The course explores anthropological approaches to society, culture, history, and current events. Themes include social organization, ideology, religion, exchange, subsistence, gender, land use, ethnicity, ethnic conflict, and local/global interrelations. Students explore these themes through detailed studies of women in North Africa, ethnicity in Bosnia, ritual exchange in the South Pacific, and political organization in Southeast Asia. The instructor also reviews his current applied research on contemporary indigenous responses to political, economic, and ecological changes in Latin America... Read more about Anthropology S-1600: Introduction to Social Anthropology
This course combines an introduction to the formal, theoretical, and normative structures of human rights with analyses of contemporary case studies. It illustrates several critical human rights issues, debates, and practices which demonstrate the increasing significance of ethnographic field methods and related interpretive analysis. Accepting that agreement on and realization of human rights often require negotiation and compromise, the course illustrates why, and suggests how, realization of many broadly-defined human rights requires specific contextualization.
This course provides an understanding of human rights practice, while also grounding that practice in social theory. Focusing largely on groups --ethnic, minority, and indigenous—students analyze and discuss timely and critical, political, ethical, and methodological problems. Several case studies, and general methodological caveats, draw from the instructor’s international practitioner experiences and other opportunities for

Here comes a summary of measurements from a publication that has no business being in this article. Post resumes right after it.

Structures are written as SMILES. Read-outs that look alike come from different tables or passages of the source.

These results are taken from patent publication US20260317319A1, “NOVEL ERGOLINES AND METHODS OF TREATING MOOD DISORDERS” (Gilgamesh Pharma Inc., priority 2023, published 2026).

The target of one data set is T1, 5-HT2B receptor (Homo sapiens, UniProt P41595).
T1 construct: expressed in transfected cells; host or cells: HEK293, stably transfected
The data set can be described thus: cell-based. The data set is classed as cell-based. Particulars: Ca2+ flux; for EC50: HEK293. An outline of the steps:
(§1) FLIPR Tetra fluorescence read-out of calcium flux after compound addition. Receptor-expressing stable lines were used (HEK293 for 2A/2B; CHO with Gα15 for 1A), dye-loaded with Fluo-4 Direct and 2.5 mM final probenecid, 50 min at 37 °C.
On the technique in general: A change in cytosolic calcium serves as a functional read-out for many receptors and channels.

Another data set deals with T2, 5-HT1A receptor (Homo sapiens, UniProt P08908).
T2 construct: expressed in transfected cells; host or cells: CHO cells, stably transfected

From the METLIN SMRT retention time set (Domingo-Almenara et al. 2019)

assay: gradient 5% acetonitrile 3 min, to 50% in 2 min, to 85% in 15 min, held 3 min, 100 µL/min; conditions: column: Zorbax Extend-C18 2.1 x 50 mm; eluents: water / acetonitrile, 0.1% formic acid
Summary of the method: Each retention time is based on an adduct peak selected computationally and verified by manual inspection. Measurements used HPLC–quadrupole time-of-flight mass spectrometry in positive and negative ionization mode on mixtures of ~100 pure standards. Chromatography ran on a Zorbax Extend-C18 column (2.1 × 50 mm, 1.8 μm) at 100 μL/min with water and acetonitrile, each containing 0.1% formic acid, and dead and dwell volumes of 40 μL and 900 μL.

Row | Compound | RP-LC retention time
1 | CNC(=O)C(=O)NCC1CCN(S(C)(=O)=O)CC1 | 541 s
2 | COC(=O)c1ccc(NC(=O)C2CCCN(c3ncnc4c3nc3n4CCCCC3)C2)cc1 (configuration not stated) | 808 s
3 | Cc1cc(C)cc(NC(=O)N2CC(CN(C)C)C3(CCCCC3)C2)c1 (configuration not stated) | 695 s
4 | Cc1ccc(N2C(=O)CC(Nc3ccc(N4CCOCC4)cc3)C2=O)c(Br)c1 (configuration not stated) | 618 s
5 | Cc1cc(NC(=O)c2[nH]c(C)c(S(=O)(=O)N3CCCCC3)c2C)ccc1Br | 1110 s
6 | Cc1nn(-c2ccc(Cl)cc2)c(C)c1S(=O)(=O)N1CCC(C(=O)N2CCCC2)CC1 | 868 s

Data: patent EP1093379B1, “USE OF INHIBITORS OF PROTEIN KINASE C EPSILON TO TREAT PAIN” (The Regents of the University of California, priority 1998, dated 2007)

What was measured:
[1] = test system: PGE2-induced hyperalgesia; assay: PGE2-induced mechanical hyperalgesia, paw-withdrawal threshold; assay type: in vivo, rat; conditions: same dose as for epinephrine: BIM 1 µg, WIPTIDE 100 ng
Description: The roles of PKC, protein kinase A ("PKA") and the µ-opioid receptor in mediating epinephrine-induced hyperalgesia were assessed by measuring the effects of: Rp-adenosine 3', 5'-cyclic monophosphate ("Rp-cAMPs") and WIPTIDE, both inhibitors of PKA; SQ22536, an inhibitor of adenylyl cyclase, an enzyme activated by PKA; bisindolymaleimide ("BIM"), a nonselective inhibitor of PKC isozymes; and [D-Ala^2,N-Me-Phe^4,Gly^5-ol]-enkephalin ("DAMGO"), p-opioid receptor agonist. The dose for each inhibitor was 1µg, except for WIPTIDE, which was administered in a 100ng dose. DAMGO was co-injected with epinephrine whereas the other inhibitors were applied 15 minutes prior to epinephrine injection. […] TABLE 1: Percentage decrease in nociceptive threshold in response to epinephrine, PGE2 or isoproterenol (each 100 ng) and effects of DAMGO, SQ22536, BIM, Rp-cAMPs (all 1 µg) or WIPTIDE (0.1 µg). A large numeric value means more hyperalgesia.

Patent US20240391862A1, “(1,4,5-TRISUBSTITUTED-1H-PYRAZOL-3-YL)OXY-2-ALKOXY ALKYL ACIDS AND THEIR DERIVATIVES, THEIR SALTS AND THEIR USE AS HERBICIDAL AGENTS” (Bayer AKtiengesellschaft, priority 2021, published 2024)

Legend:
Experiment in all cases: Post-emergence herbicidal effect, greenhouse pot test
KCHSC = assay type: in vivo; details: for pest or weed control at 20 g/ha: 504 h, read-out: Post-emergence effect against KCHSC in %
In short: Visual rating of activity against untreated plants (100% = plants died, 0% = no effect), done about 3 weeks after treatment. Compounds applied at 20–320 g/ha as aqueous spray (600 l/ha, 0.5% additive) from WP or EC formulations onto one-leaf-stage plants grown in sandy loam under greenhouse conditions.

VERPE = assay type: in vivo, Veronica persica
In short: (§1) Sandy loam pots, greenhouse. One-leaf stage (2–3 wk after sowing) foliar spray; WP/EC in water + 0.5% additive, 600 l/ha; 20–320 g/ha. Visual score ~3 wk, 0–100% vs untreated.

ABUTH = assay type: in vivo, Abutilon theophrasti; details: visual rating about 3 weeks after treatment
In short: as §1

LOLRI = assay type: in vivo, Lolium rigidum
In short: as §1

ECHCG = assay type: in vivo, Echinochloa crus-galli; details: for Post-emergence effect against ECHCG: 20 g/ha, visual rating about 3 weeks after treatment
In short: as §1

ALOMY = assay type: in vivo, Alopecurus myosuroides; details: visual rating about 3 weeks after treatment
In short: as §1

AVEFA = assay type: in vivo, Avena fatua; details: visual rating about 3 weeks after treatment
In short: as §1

The course demonstrates that human rights practice requires working within the formal structures of international law while also encouraging... Read more about SOC-STD 98gd: Human Rights: Current Issues in Social Theory and Practice
Analyses human rights and the popular movements linked to them in Latin America. Examines how human rights language and legislation have influenced local people and, conversely, how local claims and needs have shaped the interpretation of rights. Case studies from early movements to the present day. Introduces the theoretical, legal, and institutional tools of human rights practice. Emphasizes the understanding of local perspectives in many of the region's widely known human rights cases.
Note: Open to Freshmen only.
Anthropology and Human Rights combines an introduction to the formal, theoretical, and normative structures of human rights with detailed analyses of contemporary case studies. The course illustrates several critical proscriptive and prescriptive human rights issues,debates, and practices, which demonstrate the increasing significance of ethnographic
field methods and related interpretive analysis. Accepting that agreement on and realization of human rights often require negotiation and compromise, the course illustrates why, and suggests how, realization of many broadly-defined human rights... Read more about Anthropology 1615: Anthropology and Human Rights, Contextualizing Universals